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I think an opportunity was missed when this question was asked, but closed.

It is relevant to worldbuilding in the same way that this question and this question are, to determine how far apart specific locations such as land masses, islands, etc. should be placed from each other, or how large a particular large body of water should be to provide a particular level of separation between two places involved in the story. Or for deciding on a technology level for ship-building in a fictional society when using a predetermined geography, it is useful to know travel times and distances for different ship types and technologies from different time periods.

How far could ancient, medieval, and otherwise pre-modern, ships travel in a month?

Best answers will include information about both rowed (when applicable to the time-period) and sailing ships from a respectable variety of civilizations/groups/time-periods (e.g. viking era, ancient greek, ancient rome, middle-ages, etc.).

To avoid over-complication, limit ship types to the largest 'standard' ships that would have been in common use for any time-period time for cargo, passenger travel, or war. And approximate distance ranges should be used, to account for variations among individual ship specimens, as opposed to specific distances of a single type in use in a particular time.

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    $\begingroup$ Why is this worldbuilding and not just asking about a real life historical fact? $\endgroup$ – Bellerophon Jan 17 at 17:16
  • $\begingroup$ @Bellerophon Like the horse speed question I referenced, ship speeds and travel times can determine how far apart land masses, islands, etc. should be placed from each other, or how large bodies of water should be, to achieve a desired travel requirement for a story or plot point. Especially in Gaming applications of worldbuilding, this is especially useful for map creation. $\endgroup$ – Dalila Jan 17 at 17:56
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    $\begingroup$ @elemtilas Something's wrong with that link. It takes me to a home page of a website (apparently belonging to a random individual) and I can find no indication of anything relevant on that page. Can you please explain, or correct the link? $\endgroup$ – Dalila Jan 17 at 19:15
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    $\begingroup$ @Dalila, from our help center: avoid asking subjective questions where ... there is no actual problem to be solved and You should only ask ... questions based on actual problems that you face. The downvote mouse-over states, This question does not show any research effort.... This was closed because it's a basic research question that doesn't solve an actual worldbuilding question that you have. It is not the purpose of this site to simply be an aggregator of information located elsewhere. $\endgroup$ – JBH Jan 17 at 20:26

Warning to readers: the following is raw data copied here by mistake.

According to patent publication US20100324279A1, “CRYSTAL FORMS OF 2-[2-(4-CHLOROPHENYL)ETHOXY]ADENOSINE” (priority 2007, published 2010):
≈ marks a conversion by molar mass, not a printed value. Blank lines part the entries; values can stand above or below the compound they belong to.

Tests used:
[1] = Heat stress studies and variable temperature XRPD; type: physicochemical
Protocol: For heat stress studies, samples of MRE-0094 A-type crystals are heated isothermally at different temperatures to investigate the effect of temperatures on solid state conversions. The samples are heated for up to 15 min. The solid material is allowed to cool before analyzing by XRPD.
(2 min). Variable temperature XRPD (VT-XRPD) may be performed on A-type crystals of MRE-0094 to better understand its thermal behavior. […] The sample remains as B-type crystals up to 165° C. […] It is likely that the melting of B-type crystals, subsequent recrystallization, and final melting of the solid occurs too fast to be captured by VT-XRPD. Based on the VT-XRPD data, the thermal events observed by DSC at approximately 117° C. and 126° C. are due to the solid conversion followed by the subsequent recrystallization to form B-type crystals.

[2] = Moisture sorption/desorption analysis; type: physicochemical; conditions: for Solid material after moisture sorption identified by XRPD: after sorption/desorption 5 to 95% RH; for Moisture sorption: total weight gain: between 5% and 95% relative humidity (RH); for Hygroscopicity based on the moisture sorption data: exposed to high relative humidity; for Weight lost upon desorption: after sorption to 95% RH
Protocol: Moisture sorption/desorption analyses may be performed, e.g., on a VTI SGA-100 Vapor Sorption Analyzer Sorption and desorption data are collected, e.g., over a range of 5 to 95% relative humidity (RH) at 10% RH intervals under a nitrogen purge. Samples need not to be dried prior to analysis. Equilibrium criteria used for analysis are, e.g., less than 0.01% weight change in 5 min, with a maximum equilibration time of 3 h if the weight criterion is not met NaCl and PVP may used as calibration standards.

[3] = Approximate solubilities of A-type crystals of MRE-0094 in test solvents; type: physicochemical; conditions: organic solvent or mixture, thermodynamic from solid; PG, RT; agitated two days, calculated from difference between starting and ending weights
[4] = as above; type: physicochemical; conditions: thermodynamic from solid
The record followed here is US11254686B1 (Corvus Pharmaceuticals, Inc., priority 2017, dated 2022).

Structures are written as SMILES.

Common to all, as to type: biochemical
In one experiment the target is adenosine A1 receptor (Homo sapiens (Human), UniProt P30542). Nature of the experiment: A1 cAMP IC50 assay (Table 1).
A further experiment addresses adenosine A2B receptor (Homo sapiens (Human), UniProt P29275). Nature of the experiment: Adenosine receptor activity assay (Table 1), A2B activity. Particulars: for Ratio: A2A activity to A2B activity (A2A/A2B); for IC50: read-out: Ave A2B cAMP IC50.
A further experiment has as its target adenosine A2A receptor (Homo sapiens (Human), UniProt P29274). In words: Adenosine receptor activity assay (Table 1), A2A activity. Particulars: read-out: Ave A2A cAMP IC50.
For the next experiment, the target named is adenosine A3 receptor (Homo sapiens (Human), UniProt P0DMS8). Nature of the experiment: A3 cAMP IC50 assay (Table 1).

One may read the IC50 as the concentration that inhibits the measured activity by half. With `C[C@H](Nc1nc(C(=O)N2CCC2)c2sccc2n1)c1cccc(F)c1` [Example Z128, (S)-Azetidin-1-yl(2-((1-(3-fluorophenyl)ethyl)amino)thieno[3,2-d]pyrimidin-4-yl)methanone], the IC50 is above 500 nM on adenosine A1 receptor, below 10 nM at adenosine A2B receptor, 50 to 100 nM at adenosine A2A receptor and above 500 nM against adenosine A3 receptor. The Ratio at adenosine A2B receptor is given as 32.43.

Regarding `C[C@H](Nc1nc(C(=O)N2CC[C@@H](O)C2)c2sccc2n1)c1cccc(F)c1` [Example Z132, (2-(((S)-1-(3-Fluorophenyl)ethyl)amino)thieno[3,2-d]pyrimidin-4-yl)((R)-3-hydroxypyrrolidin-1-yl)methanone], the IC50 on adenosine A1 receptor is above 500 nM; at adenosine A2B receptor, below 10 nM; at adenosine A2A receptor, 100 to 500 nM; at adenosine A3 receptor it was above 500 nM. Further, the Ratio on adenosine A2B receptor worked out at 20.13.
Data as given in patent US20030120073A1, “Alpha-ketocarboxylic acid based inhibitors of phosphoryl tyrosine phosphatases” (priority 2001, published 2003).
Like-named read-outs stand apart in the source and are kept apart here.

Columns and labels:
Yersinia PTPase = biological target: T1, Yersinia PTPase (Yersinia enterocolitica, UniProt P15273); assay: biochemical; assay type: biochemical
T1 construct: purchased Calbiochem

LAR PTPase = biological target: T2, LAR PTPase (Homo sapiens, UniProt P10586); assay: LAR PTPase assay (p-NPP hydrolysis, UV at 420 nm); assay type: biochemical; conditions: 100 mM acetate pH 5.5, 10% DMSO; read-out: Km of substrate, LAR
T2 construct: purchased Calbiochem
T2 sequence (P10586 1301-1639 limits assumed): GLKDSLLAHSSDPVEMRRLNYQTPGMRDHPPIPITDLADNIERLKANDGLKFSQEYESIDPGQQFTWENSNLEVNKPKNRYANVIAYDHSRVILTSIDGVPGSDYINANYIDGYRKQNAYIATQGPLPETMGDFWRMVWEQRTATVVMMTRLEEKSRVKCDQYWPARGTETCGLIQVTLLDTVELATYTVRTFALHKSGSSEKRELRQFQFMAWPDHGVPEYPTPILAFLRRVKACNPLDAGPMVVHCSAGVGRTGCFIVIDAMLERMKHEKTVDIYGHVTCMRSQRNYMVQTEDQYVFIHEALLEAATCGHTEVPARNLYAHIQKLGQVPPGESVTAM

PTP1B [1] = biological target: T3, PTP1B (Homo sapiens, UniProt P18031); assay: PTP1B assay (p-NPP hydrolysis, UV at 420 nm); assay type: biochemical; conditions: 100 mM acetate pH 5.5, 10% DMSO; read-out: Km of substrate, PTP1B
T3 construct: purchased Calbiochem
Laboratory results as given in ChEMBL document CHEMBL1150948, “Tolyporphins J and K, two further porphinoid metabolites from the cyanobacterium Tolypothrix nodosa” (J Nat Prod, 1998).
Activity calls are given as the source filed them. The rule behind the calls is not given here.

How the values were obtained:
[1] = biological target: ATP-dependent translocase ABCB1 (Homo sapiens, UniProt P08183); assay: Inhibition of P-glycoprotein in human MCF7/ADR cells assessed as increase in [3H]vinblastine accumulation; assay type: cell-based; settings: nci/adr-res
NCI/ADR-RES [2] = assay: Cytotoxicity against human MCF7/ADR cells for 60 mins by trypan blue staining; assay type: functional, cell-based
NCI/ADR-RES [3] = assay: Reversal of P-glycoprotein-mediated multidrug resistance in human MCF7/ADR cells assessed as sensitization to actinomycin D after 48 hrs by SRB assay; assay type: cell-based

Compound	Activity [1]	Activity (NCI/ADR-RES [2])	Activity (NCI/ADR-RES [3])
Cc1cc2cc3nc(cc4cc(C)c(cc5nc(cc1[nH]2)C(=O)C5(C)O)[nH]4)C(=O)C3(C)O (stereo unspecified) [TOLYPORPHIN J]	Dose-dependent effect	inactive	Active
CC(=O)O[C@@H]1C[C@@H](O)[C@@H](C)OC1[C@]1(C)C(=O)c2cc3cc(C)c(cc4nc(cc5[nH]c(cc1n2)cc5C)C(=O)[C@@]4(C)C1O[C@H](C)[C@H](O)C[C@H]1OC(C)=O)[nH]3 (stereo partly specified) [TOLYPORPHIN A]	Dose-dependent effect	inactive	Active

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    $\begingroup$ All the links work fine for --- dunno what the issue is at your end. You'll have to manually look for "Speed Under Sail of Ancient Ships" by Casson. $\endgroup$ – elemtilas Jan 18 at 0:38
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EXECUTIVE SUMMARY:

Ancient ships: less than 1,000 km per month, potentially, assuming good weather, shoreline hugging, known waters, and a pressing need to do so.

More likely is 250 km per week, especially assuming some serious R&R at the end of that week, to include time for planning and time to let weather blow over, etc.


SOME DETAIL:

Here are some notes I made some years ago when trying to figure out ancient ship speeds. The ships I was interested in were all pretty much galleys -- ships that were typically rowed, but had a primitive square sail that could be used when the wind was going your way.

The other major factor was that a galley was designed more or less for day-travel only: it typically hugged the shoreline, and carried a day's worth of water, thus you had maybe 6 to 8 hours of travel time before having to knock off for the day and sleep on the shore.